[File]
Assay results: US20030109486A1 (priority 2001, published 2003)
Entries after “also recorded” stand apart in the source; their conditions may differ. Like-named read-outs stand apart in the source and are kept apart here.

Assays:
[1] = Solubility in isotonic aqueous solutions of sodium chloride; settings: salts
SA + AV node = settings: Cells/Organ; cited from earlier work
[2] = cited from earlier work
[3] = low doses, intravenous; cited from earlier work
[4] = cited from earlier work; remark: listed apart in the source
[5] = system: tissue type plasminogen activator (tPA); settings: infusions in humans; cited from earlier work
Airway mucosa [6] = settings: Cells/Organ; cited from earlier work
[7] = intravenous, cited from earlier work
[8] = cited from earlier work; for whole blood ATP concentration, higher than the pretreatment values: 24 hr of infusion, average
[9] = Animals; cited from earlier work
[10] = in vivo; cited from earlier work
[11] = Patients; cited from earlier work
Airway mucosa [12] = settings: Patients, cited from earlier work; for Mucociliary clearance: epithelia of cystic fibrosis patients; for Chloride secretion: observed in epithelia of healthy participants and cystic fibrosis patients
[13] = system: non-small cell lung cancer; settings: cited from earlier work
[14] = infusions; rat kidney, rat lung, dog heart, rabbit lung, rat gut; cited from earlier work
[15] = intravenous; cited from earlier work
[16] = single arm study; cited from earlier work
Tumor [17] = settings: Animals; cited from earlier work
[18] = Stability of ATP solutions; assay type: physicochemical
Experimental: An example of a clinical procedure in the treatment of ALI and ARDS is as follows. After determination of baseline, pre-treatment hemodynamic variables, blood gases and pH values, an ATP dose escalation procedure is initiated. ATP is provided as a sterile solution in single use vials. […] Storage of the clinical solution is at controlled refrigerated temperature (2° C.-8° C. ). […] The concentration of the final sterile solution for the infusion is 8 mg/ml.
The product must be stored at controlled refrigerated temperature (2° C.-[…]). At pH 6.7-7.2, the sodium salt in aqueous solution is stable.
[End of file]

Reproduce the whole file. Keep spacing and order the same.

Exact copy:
Assay results: US20030109486A1 (priority 2001, published 2003)
Entries after “also recorded” stand apart in the source; their conditions may differ. Like-named read-outs stand apart in the source and are kept apart here.

Assays:
[1] = Solubility in isotonic aqueous solutions of sodium chloride; settings: salts
SA + AV node = settings: Cells/Organ; cited from earlier work
[2] = cited from earlier work
[3] = low doses, intravenous; cited from earlier work
[4] = cited from earlier work; remark: listed apart in the source
[5] = system: tissue type plasminogen activator (tPA); settings: infusions in humans; cited from earlier work
Airway mucosa [6] = settings: Cells/Organ; cited from earlier work
[7] = intravenous, cited from earlier work
[8] = cited from earlier work; for whole blood ATP concentration, higher than the pretreatment values: 24 hr of infusion, average
[9] = Animals; cited from earlier work
[10] = in vivo; cited from earlier work
[11] = Patients; cited from earlier work
Airway mucosa [12] = settings: Patients, cited from earlier work; for Mucociliary clearance: epithelia of cystic fibrosis patients; for Chloride secretion: observed in epithelia of healthy participants and cystic fibrosis patients
[13] = system: non-small cell lung cancer; settings: cited from earlier work
[14] = infusions; rat kidney, rat lung, dog heart, rabbit lung, rat gut; cited from earlier work
[15] = intravenous; cited from earlier work
[16] = single arm study; cited from earlier work
Tumor [17] = settings: Animals; cited from earlier work
[18] = Stability of ATP solutions; assay type: physicochemical
Experimental: An example of a clinical procedure in the treatment of ALI and ARDS is as follows. After determination of baseline, pre-treatment hemodynamic variables, blood gases and pH values, an ATP dose escalation procedure is initiated. ATP is provided as a sterile solution in single use vials. […] Storage of the clinical solution is at controlled refrigerated temperature (2° C.-8° C. ). […] The concentration of the final sterile solution for the infusion is 8 mg/ml.
The product must be stored at controlled refrigerated temperature (2° C.-[…]). At pH 6.7-7.2, the sodium salt in aqueous solution is stable.